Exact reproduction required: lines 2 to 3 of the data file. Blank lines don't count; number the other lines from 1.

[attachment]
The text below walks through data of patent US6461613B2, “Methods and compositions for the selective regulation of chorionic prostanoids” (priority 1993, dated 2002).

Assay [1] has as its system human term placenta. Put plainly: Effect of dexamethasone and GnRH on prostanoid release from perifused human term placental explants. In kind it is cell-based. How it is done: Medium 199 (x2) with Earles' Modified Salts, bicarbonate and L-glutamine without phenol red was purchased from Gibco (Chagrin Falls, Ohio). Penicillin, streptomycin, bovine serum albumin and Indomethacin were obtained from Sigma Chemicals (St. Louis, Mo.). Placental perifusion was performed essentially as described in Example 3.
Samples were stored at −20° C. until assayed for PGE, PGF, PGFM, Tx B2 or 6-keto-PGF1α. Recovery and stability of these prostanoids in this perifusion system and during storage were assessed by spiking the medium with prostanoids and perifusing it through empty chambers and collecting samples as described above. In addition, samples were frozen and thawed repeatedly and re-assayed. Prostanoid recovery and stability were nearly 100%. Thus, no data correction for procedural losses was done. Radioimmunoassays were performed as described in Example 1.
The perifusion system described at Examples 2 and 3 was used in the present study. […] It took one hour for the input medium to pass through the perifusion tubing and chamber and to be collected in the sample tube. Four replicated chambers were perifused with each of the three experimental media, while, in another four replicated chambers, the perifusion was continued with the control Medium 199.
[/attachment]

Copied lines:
Assay [1] has as its system human term placenta. Put plainly: Effect of dexamethasone and GnRH on prostanoid release from perifused human term placental explants. In kind it is cell-based. How it is done: Medium 199 (x2) with Earles' Modified Salts, bicarbonate and L-glutamine without phenol red was purchased from Gibco (Chagrin Falls, Ohio). Penicillin, streptomycin, bovine serum albumin and Indomethacin were obtained from Sigma Chemicals (St. Louis, Mo.). Placental perifusion was performed essentially as described in Example 3.
Samples were stored at −20° C. until assayed for PGE, PGF, PGFM, Tx B2 or 6-keto-PGF1α. Recovery and stability of these prostanoids in this perifusion system and during storage were assessed by spiking the medium with prostanoids and perifusing it through empty chambers and collecting samples as described above. In addition, samples were frozen and thawed repeatedly and re-assayed. Prostanoid recovery and stability were nearly 100%. Thus, no data correction for procedural losses was done. Radioimmunoassays were performed as described in Example 1.